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Interview with DAVID ANDREONE, publisher at Warner/Chappell for Disturbed, Michelle Branch, BRMC, Hoobastank - Nov 25, 2003

“Disturbed had taken the initiative to further their own careers, with or without the backing of a label or publisher.”

picture Based in Los Angeles, David Andreone is an A&R at Warner/Chappell Music in Los Angeles. The artists he represents include Disturbed (US multi-platinum), Michelle Branch (US platinum), Hoobastank (US platinum), Tantric (US gold) and Black Rebel Motorcycle Club, to name but a few.

Here he describes how he came to work with Disturbed, the type of deal that he generally signs bands to, the things that songwriters must consider before signing to a publisher, and more.

How did you get started in the music business and how did you become a publisher?

I got my start in 1994 by managing my sister, singer/songwriter Leah Andreone (click on artist or song names to listen to Real Audio files – Ed.). At the time, she wasn’t signed to anybody; she didn’t have a label or a publishing deal. I shopped her demos and she eventually got signed by RCA Records and Warner/Chappell Music. At that point, because of my inexperience in the business, I bowed out, and she got a real manager (instead of just a well-meaning brother).

In the time that I shopped her, I did learn quite a bit about the business, and I also met lots of people who worked in different areas of the business. By far, A&R at a music publishing company appealed to me the most, so I quit my day job and became an A&R assistant at Warner/Chappell. I went out five nights a week, saw bands, and met managers, attorneys and other A&R people. After a while, the people I worked for realised that I knew quite a bit about what was going on, and I was promoted.

What qualities and skills must a publisher have?

Obviously, being able to hear a hit song is imperative. Beyond that, I think that having a musical background helps one to understand songwriters. Additionally, good publishers are business savvy and have marketing insight, which helps them to differentiate between "a great song" and "a great hit song". Times and trends evolve, and because of this, you have to be in touch with the world and new trends, styles, movements and scenes.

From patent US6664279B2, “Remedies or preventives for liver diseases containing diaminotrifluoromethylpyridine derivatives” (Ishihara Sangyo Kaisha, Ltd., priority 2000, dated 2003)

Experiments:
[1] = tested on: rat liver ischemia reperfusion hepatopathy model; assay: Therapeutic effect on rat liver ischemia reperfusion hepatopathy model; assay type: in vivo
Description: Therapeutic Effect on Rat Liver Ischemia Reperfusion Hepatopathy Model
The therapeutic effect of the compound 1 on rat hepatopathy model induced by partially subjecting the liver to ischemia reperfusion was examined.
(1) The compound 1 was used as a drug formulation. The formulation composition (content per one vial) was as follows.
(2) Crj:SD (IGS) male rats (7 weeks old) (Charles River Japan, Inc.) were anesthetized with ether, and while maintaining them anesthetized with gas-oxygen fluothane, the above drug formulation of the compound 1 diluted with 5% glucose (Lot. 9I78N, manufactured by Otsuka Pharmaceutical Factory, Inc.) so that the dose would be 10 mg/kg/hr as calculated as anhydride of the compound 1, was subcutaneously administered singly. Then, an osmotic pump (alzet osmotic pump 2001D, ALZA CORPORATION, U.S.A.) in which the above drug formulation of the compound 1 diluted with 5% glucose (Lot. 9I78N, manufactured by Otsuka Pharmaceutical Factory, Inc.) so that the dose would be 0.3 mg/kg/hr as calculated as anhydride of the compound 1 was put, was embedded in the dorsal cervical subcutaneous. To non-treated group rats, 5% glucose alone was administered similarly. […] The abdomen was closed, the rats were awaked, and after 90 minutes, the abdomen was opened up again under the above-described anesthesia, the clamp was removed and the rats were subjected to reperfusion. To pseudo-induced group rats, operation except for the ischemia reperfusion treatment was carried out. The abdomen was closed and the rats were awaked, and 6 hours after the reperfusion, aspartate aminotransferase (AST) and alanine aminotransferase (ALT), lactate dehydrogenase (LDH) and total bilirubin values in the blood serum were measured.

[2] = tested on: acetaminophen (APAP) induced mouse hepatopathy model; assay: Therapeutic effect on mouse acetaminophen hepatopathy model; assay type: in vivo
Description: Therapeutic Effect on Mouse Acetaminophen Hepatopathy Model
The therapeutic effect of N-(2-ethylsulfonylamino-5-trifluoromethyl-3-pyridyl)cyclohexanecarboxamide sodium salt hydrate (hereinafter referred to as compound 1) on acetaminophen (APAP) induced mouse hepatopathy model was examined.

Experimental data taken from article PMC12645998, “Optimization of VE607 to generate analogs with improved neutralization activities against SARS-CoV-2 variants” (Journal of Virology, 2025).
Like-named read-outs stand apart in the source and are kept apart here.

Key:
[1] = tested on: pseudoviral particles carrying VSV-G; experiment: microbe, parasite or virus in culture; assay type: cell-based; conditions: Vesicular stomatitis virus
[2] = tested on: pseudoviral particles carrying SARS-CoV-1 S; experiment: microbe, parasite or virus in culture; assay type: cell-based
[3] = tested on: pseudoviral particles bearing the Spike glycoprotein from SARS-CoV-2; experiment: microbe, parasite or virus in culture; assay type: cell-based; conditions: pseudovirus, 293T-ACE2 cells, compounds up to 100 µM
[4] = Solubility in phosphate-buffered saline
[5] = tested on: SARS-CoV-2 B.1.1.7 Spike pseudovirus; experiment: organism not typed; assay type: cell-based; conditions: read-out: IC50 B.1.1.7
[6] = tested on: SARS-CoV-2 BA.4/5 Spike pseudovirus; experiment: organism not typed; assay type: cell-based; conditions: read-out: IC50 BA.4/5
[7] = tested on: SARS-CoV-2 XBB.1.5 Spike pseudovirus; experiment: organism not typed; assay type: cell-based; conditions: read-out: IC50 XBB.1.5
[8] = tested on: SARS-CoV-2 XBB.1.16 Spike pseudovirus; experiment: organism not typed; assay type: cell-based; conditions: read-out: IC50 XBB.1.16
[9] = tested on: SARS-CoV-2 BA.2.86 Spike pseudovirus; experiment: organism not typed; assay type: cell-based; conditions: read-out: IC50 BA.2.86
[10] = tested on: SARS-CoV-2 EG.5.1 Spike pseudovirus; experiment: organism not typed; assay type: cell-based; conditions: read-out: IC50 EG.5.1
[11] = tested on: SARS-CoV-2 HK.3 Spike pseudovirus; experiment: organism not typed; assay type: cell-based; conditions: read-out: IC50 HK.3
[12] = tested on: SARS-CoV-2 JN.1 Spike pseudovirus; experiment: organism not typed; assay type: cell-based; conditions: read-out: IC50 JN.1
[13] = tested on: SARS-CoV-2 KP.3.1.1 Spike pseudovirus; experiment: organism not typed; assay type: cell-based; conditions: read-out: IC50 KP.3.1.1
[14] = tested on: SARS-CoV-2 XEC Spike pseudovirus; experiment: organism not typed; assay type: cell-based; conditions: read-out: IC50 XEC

What experiences have shaped your skills as publisher?

I was fortunate to have what most people in the music business don't have, that is, mentors. Our business is unique in the sense that there's no real "training program"—you either get it, or you don't. You either make a big splash quickly, or fade away even more quickly. My experience at Warner/Chappell was different. I was able to tap into the skills of publishers who had been in the business for years, and who also had numerous multi-platinum acts under their belts. It was invaluable, and I'll never forget how huge a role people like Rick Shoemaker, Greg Sowders and Judy Stakee have played in making me a publisher who has passion and integrity.

Additionally, I believe that being a musician has only helped me to be a better publisher. Not that there aren't good publishers who've never played an instrument, but I believe that musicians "hear" music slightly differently to non-musicians. Music is a language, and it communicates in a deep and different way when you understand notes, chords and progressions.

What are your main activities?

Signing bands and songwriters, then working with them, developing them and doing everything I can to further their careers.

What styles of music do you focus on?

I'm actually all across the board stylistically. I work with Disturbed, a heavy rock band, and I also work with Michelle Branch, a singer/songwriter. Their audiences couldn't be more different, but there is a unifying quality in their music: at their core, the songs they write are pop songs. They might be dressed up differently in terms of instrumentation and production, but they're still pop songs in structure. I also work with Black Rebel Motorcycle Club, Hoobastank, Tantric, Remy Zero and Minibar, and the new acts Vue, DriveBlind, Tina Sugandh and Rosey.

What type of songwriters do you usually sign?

I tend to focus on bands and singer/songwriters, as opposed to signing staff writers (writers who specifically write songs for other artists to record). Because we are a business, and a big business at that, my dictate is to find songwriters who strike that elusive balance between art and commerce. In order to have the privilege to work with a songwriter, we give them an advance, which is money up front, so it's important that we're able to "recoup" that investment in time. Generally, with the types of artists who I work with, the lionshare of revenue comes from selling records (mechanical royalties).

What input do you usually have on the songwriting and production?